Park battles litter in trying to protect bay
Encompassing an area of 95 percent water, Biscayne National Park is the “biggest marine national park in the country,” says park ranger Gary Bremen.
The National Park Service defines it as a park that “protects a rare combination of aquamarine waters, emerald islands, and fish-bejeweled coral reefs.”
Established in 1980, the park’s priimary role is to protect precious marine life. The 42 staff members who help run and protect Biscayne National Park are the main offense for park protection and there is one clear opponent the park faces daily… litter.
|A large dumpster provided for use by visitors near the Fascell Visitor Center at Biscayne National Park (Photos by Gretchen Schroeder).|
It is clear in areas of the park that visitors are prone to hastily dispose of trash in open areas. Gum wrappers and cigarette butts line the bridge that takes visitors to popular fishing locations. At these fishing locations, unused gear and plastic bags are left on the land and not discarded.
“A majority of the litter problem in Biscayne comes from individuals not doing their part,” said Grace Crispell, a weekend park volunteer. “Sometimes people don’t seem to care. A lot of the litter comes from the parking lot next to the visitor’s center.”
Visitors getting ready to go into the park leave their trash by their cars, not thinking much of it. But this trash gets blown into the park and scattered over the land.
However, it’s not just trash on land that affects the park. As Biscayne is mostly water, trash thrown overboard by fisherman not only disturbs the water, but washes up on land.
“I wish fisherman would take better care of the park. So much stuff gets thrown overboard, and we have no control over it,” Crispell said.
|Trash discarded by fisherman often comes ashore with the tides and winds, tangling in mangroves or pushing onto shore.|
Though litter is a challenge, there are many major efforts to prevent it. One of the most popular initiatives by residents near the park is a countywide clean up day known as “Baynanza”, sponsored by Miami-Dade County.
This year, the highlight of Baynanza will be the Biscayne Bay Cleanup Day, on Saturday, April 20. Volunteers can sign up to specifically clean up Biscayne Bay and its surroundings, eliminating trash in the national park. Baynanza is also open to boaters who can travel further distances to find disbris.
Executive Director of the South Florida National Parks Trust, Don Finefrock, says his organization helps sponsor other programs for Biscayne, such as an Alternative Spring Break program for students looking to help volunteer for a good cause.
“We send the kids out to the turtle beaches right before nesting season to clean the shore,” said Finefrock. “That way, the turtles can avoid trash and debris and successfully nest.”
|At right, trash cans and recycle bins are located by popular fishing areas, available for personal trash disposal. Below, a cigarette butt is jammed into a space on a boardwalk bridge.|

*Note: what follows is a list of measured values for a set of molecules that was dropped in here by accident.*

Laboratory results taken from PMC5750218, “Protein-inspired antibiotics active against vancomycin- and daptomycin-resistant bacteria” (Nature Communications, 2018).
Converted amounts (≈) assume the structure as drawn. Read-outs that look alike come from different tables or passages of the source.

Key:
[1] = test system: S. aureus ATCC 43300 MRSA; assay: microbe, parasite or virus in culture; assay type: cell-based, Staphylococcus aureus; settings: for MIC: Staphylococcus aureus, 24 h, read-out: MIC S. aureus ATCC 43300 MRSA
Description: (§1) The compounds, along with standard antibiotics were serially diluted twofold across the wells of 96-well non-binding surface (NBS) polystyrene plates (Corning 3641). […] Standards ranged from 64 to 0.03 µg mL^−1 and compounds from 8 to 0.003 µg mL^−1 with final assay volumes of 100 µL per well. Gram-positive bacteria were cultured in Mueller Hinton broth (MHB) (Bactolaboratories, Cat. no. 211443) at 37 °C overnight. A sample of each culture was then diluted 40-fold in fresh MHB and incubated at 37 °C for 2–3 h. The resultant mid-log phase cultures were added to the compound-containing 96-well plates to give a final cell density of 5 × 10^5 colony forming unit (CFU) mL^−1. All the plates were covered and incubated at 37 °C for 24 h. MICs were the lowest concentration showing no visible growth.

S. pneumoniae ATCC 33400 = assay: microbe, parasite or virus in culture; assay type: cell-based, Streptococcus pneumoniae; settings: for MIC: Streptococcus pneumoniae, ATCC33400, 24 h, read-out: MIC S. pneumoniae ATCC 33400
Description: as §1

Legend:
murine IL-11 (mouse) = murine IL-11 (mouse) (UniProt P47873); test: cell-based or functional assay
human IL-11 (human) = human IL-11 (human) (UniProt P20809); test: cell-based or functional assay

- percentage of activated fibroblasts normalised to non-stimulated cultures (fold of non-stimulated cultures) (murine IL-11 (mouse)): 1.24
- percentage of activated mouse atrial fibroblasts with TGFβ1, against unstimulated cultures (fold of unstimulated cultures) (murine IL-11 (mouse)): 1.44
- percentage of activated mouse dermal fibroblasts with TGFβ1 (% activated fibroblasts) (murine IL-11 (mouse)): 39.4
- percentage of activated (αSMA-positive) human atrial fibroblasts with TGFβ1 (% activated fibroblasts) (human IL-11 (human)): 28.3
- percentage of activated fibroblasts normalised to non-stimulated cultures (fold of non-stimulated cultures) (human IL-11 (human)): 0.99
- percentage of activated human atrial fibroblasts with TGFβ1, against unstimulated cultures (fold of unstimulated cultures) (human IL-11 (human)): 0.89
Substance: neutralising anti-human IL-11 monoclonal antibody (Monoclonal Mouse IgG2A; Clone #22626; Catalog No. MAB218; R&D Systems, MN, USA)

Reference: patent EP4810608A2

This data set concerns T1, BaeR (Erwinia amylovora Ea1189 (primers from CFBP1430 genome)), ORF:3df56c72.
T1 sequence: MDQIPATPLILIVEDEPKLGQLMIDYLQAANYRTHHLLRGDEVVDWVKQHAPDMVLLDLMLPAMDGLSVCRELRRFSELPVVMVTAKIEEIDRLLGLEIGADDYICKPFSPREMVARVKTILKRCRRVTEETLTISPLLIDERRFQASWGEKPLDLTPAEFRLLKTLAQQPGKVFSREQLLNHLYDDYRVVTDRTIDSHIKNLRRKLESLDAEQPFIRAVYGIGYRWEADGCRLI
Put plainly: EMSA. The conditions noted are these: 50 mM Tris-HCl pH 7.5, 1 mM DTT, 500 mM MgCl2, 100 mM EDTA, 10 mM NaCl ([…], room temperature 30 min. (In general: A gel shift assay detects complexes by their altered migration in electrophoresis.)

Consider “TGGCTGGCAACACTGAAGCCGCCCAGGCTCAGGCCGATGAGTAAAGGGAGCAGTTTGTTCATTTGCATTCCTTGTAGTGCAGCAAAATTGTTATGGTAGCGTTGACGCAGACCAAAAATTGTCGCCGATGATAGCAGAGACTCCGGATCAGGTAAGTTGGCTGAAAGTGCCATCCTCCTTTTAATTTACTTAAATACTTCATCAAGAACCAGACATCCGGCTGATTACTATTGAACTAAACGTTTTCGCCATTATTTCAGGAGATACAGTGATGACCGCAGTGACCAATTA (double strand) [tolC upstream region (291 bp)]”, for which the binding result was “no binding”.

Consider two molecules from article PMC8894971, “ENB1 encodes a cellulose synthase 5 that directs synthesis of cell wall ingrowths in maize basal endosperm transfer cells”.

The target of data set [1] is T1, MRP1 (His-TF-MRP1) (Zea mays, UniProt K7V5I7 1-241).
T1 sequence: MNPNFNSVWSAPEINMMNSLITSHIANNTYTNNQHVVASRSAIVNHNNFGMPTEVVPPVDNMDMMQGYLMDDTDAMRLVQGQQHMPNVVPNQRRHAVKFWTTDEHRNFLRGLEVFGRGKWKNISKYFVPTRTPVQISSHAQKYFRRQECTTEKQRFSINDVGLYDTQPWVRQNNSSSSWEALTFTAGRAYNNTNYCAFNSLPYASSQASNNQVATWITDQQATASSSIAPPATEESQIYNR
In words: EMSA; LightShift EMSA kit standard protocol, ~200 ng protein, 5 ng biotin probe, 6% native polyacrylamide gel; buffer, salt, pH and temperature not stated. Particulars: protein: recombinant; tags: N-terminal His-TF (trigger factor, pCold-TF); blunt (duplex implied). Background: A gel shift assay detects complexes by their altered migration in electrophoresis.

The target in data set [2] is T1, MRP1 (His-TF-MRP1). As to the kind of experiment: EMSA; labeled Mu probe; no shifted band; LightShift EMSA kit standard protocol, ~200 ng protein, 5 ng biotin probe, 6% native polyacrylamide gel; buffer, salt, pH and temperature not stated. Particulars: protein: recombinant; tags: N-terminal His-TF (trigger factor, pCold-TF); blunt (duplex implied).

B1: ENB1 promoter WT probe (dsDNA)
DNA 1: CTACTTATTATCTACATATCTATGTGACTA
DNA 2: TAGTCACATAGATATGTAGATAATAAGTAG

This Alternative Spring Break initiative has been in place for more than five years and Finefrock says, “it’s just enough to protect the turtles.”
The South Florida National Parks Trust also helps sponsor smaller efforts by hiring volunteer program coordinators.
“We hire people to help coordinate groups like Girl Scouts and churches to come to the park for clean up,” Finefrock said. “Trash always comes back, but the smaller initiatives do help. Connection with the community creates impact.”
Research done by Keep America Beautiful, Inc. (KAB) shows that nearly 85 percent of all littering in America is a result of personal attitudes.
Thus, by changing individual attitudes and behavior in the park, Biscayne has been able to cut down on the amount of waste in Biscayne.
University of Miami student Gabriela Varley, a park visitor, talked about her personal experience at Biscayne.
“I went kayaking, had lunch on the water, drank a Gatorade, and had some fruit. I wrapped all of my trash in a bag and made sure when I got back I threw it away. I wasn’t going to just leave trash in the kayak or the water.”
Varley also discussed how impressed she was with Biscayne National Park and Biscayne Bay.
“There was hardly any litter. I didn’t notice anything,” said Varley.
However, Varley said she noticed a few things on Biscayne’s cleaning efforts.
“There were huge, metallic, sturdy recycling and trash bins. I feel like that would help people be more inclined to recycle or at least clean up after themselves.”
Though litter is a daily struggle, Biscayne is tackling it with confidence.
|Pink silly string left on a tree in the walkway of a picnic area following a party at the Fascell Visitor Center.|
“The maintenance workers here do a really great job,” said Crispell. “They get out there any make sure the park gets clean.”
Despite the litter problem that plagues all national parks, Biscayne is doing their part to make an impact on visitors.
“This was my first time at Biscayne, at it was really nice,” said Varley. “I don’t think I’ve been to a public place that’s been so clean before. I really enjoyed myself.”